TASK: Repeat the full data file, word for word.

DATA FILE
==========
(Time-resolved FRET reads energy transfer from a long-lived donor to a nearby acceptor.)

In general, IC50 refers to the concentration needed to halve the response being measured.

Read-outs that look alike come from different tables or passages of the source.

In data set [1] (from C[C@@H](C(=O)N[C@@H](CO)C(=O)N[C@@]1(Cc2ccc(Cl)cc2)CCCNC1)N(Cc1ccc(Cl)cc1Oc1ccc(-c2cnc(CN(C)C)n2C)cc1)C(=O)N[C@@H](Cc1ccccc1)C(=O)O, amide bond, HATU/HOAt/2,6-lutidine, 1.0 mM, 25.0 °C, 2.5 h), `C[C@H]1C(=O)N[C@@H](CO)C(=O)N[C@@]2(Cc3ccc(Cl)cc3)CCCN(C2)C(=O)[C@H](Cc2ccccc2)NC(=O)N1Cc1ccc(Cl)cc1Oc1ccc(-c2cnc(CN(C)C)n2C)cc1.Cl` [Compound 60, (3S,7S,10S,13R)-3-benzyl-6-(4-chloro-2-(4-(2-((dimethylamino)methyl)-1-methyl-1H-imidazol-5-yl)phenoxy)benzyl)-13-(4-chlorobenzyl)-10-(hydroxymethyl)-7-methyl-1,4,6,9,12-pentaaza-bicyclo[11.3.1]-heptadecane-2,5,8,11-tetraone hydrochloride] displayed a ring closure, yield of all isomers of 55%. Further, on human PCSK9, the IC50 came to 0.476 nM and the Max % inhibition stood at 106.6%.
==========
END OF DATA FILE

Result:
(Time-resolved FRET reads energy transfer from a long-lived donor to a nearby acceptor.)

In general, IC50 refers to the concentration needed to halve the response being measured.

Read-outs that look alike come from different tables or passages of the source.

In data set [1] (from C[C@@H](C(=O)N[C@@H](CO)C(=O)N[C@@]1(Cc2ccc(Cl)cc2)CCCNC1)N(Cc1ccc(Cl)cc1Oc1ccc(-c2cnc(CN(C)C)n2C)cc1)C(=O)N[C@@H](Cc1ccccc1)C(=O)O, amide bond, HATU/HOAt/2,6-lutidine, 1.0 mM, 25.0 °C, 2.5 h), `C[C@H]1C(=O)N[C@@H](CO)C(=O)N[C@@]2(Cc3ccc(Cl)cc3)CCCN(C2)C(=O)[C@H](Cc2ccccc2)NC(=O)N1Cc1ccc(Cl)cc1Oc1ccc(-c2cnc(CN(C)C)n2C)cc1.Cl` [Compound 60, (3S,7S,10S,13R)-3-benzyl-6-(4-chloro-2-(4-(2-((dimethylamino)methyl)-1-methyl-1H-imidazol-5-yl)phenoxy)benzyl)-13-(4-chlorobenzyl)-10-(hydroxymethyl)-7-methyl-1,4,6,9,12-pentaaza-bicyclo[11.3.1]-heptadecane-2,5,8,11-tetraone hydrochloride] displayed a ring closure, yield of all isomers of 55%. Further, on human PCSK9, the IC50 came to 0.476 nM and the Max % inhibition stood at 106.6%.